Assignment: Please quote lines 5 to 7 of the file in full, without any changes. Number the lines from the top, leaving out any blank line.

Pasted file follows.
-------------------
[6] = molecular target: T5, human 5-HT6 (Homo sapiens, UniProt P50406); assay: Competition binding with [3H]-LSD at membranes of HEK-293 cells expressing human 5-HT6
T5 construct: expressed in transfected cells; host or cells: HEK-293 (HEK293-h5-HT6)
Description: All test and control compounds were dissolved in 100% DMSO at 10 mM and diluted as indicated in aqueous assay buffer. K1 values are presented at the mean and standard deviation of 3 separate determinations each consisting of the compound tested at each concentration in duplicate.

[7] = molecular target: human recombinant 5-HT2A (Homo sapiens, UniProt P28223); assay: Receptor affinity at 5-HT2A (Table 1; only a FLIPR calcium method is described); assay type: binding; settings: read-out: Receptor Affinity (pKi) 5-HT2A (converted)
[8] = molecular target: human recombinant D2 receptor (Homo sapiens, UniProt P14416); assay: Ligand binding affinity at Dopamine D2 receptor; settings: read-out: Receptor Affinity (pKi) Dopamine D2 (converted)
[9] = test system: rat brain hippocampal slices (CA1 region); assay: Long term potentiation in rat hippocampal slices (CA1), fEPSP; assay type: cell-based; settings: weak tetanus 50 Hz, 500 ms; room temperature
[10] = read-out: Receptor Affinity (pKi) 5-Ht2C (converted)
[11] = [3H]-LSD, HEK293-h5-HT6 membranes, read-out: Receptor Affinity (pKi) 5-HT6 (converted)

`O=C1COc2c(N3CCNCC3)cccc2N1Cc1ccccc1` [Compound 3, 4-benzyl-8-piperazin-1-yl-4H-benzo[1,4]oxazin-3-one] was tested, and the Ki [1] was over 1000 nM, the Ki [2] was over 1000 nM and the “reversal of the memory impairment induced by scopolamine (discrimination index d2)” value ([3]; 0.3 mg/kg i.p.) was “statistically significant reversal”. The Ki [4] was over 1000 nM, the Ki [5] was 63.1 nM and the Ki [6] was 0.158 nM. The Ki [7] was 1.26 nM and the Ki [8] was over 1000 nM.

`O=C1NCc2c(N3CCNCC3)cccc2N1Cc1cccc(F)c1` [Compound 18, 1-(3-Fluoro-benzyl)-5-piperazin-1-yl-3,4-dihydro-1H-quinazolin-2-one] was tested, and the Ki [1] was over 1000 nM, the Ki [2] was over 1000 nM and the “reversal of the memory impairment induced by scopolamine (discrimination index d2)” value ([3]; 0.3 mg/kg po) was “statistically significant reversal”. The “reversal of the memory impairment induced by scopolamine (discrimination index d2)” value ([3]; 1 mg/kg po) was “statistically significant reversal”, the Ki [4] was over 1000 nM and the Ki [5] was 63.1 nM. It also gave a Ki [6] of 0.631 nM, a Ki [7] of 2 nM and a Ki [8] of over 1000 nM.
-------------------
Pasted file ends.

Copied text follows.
[8] = molecular target: human recombinant D2 receptor (Homo sapiens, UniProt P14416); assay: Ligand binding affinity at Dopamine D2 receptor; settings: read-out: Receptor Affinity (pKi) Dopamine D2 (converted)
[9] = test system: rat brain hippocampal slices (CA1 region); assay: Long term potentiation in rat hippocampal slices (CA1), fEPSP; assay type: cell-based; settings: weak tetanus 50 Hz, 500 ms; room temperature
[10] = read-out: Receptor Affinity (pKi) 5-Ht2C (converted)